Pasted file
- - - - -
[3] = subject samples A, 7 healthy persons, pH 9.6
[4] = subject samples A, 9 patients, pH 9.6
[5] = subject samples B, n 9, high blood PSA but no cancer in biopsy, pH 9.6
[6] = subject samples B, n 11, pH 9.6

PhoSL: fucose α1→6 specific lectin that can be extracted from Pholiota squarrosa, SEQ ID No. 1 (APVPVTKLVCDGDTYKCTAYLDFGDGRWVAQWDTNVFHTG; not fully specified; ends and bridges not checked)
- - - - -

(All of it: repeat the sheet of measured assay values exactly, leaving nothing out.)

[3] = subject samples A, 7 healthy persons, pH 9.6
[4] = subject samples A, 9 patients, pH 9.6
[5] = subject samples B, n 9, high blood PSA but no cancer in biopsy, pH 9.6
[6] = subject samples B, n 11, pH 9.6

PhoSL: fucose α1→6 specific lectin that can be extracted from Pholiota squarrosa, SEQ ID No. 1 (APVPVTKLVCDGDTYKCTAYLDFGDGRWVAQWDTNVFHTG; not fully specified; ends and bridges not checked)